The delightful infighting, after the snow settled in New Hampshire, will go on for many more weeks. Most likely without Chris Christie, soon to be forgotten as the Jersey Boy who froze Rubio’s brain. That’s the only clarity achieved in this week’s primary. On to the very different states of Nevada and South Carolina on Feb. 20. There’s plenty of drama to come.

— Who will be the last Republican establishment candidate  — Jeb Bush or John Kasich — left standing to be insulted as a weakling and walked over by Trump?

— Who will be the last Cuban-American authentic conservative — Ted Cruz or Rubio — left standing to be insulted as a weakling and walked over by Trump?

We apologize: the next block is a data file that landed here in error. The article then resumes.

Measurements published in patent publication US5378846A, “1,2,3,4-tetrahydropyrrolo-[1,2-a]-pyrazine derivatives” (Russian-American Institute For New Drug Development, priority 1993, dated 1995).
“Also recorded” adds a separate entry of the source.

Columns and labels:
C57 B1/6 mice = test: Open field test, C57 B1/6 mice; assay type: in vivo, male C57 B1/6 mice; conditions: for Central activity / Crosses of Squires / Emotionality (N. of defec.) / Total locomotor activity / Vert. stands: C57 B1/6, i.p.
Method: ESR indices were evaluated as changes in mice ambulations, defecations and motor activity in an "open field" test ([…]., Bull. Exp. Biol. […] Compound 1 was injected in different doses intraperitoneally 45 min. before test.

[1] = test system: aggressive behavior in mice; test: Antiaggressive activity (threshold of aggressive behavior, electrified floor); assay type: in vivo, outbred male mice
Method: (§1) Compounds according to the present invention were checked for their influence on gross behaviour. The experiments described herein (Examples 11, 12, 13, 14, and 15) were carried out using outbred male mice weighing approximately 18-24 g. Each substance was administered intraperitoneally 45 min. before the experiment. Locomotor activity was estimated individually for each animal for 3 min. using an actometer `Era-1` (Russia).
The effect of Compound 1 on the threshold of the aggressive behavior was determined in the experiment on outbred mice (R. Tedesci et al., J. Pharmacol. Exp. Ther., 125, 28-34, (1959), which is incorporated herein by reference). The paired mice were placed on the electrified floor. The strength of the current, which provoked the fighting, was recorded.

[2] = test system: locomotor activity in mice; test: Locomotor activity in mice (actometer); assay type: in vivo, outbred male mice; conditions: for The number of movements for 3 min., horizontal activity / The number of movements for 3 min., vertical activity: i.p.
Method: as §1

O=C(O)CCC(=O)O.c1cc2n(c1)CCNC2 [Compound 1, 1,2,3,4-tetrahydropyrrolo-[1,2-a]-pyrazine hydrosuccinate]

— What will be the next vulgarity Trump employs on the stump, having already freed shit, fuck and pussy from the shackles of political correctness? Who, in the self-proclaimed party of family values and biblical rectitude, will give a shit?

—  Will Michael Bloomberg run as an independent and restore the field to its rightful level of having two Manhattan billionaires?

— Will Sanders, millennial heartthrob, go on making history and become the first Jew to win multiple presidential primaries? Will his average campaign contribution rise from $27 to real money like $28?

— Will Clinton, the woman who would be president, suffer the indignity of having that last glass ceiling be made impregnable again by a change candidate from her party’s left wing?

The answers to these and many more questions will play out over the next few months in a spirited presidential contest that is proving America has never stopped being great.

And while he’s promising the moon, stars, great walls, mass deportations, guillotines and so much winning we’ll grow weary of ceaseless victory, maybe Trump can promise to make Super Bowls great again. Could help him in North Carolina.